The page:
There is an encryption scheme where the votes are encrypted with ElGamal and the decryption key is the secret that is shared among the authorities. After everybody voted they publish their part of the secret according to the Shamir tresholding scheme and everybody can calculate the tally.

Is it possible that every voter is also an authority and that a threshold scheme is implemented such that the secret is if and only if reveled when a relative majority publishes their parts of the secret?

The basic idea of the voting scheme is from Cramer, Genaro and Shoemaker


the requirements are:

  1. eligible voters can cast their votes
  2. only eligible voters are allowed to cast votes
  3. Privacy: the secrecy of an individual vote must be maintained
  4. Correctness: the votes must be counted correctly
  5. Robustness: the scheme must work correctly even in the presence of attackers and dishonestly involved parties
  • $\begingroup$ Do you care about votes being confidential? Please reference the specific voting scheme you're referring to, because you've leaving too many requirements unknown. Recent questions on this topic have been about schemes which shuffle the votes to maintain confidentiality. $\endgroup$
    – knaccc
    Jan 18, 2022 at 16:01
  • $\begingroup$ @knaccc updated $\endgroup$
    – New2Math
    Jan 19, 2022 at 2:43
  • $\begingroup$ It's to be understood that "eligible" voters are those allowed to vote, not those who can be elected. At least to my french ears, that was non-obvious at first. $\endgroup$
    – fgrieu
    Jan 19, 2022 at 6:56

1 Answer 1


The scheme you've referenced protects the confidentiality of individual votes only if you trust a threshold of authorities to only collectively agree to decrypt the aggregate of the individual votes. There is nothing to stop a threshold of authorities from violating this trust and colluding to decrypt individual votes (the authorities can only knowingly collude to do so).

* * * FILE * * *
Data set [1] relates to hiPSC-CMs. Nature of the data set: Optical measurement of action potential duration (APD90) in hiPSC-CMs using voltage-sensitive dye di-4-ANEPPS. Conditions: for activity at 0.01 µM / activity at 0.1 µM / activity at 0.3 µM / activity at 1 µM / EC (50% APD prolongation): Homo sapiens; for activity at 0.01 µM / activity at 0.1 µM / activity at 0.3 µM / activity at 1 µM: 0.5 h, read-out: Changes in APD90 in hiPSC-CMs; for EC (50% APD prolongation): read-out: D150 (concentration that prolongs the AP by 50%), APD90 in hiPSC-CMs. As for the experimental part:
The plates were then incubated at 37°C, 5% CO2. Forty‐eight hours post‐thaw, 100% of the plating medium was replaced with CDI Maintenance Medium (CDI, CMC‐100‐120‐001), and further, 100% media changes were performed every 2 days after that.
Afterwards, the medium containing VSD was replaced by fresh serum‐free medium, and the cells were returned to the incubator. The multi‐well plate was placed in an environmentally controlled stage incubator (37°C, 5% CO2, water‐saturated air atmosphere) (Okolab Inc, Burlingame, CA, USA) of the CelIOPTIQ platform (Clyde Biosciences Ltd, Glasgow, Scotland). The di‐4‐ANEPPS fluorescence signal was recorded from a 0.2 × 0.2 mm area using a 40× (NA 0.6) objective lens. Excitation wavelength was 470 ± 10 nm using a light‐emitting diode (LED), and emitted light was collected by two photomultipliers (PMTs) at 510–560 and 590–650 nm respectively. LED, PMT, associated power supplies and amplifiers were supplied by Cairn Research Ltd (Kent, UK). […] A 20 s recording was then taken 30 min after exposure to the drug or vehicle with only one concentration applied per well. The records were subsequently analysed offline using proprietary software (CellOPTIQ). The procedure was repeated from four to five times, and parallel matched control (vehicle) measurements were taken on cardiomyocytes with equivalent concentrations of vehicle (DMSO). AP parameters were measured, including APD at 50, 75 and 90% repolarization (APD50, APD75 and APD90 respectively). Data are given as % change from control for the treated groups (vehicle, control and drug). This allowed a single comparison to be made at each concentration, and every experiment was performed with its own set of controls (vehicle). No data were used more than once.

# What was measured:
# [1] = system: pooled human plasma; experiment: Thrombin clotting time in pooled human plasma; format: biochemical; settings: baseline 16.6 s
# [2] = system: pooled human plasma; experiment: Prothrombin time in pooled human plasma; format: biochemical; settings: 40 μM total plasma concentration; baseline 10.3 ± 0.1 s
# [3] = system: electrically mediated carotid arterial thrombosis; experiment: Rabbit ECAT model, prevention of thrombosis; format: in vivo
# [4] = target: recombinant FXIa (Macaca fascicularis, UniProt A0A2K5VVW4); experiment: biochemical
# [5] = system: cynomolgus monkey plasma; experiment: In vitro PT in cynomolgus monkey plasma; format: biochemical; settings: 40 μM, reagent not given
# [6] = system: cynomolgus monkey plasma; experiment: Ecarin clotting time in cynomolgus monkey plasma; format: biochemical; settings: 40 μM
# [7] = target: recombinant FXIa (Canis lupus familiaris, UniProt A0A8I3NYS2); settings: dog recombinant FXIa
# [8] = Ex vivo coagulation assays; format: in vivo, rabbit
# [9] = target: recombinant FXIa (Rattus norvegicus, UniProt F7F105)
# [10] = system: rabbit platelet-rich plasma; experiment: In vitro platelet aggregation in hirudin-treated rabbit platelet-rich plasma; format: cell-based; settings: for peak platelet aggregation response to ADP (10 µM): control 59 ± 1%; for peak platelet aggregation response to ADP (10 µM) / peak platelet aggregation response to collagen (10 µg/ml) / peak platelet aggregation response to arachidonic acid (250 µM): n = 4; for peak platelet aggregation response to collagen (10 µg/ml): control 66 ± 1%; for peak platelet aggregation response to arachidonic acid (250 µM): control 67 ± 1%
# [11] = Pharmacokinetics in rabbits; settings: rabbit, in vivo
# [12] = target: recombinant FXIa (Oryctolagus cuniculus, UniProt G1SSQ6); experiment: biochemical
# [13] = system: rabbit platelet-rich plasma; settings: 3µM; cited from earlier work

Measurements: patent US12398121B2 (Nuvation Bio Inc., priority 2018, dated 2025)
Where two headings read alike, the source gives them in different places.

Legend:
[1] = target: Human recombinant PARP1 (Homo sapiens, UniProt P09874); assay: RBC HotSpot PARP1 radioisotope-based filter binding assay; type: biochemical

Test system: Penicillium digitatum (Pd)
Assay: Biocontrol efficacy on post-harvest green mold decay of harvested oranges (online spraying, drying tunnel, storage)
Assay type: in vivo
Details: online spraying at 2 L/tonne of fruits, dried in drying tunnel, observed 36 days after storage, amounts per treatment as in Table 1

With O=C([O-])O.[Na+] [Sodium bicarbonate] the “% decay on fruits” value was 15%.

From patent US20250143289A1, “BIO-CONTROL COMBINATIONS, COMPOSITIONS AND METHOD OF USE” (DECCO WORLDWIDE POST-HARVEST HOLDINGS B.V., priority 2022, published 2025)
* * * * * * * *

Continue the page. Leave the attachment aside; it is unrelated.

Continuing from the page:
There is nothing to prevent the voters from also being the authorities. You would have to have faith that a threshold of voters would not collude to reveal individual votes. You may decide this risk of a large number of individual voters colluding to violate individual vote privacy is lower than the risk of a small number of authorities colluding to violate individual vote privacy.

Note that unless you have a system for determining voter eligibility that can be verified by voters and not by a traditional trusted authority, voters acting as authorities would have to trust that a traditional authority has correctly certified as eligible the set of encrypted votes which will be collectively counted by the voter-authorities.


Your Answer

By clicking “Post Your Answer”, you agree to our terms of service and acknowledge you have read our privacy policy.

Not the answer you're looking for? Browse other questions tagged or ask your own question.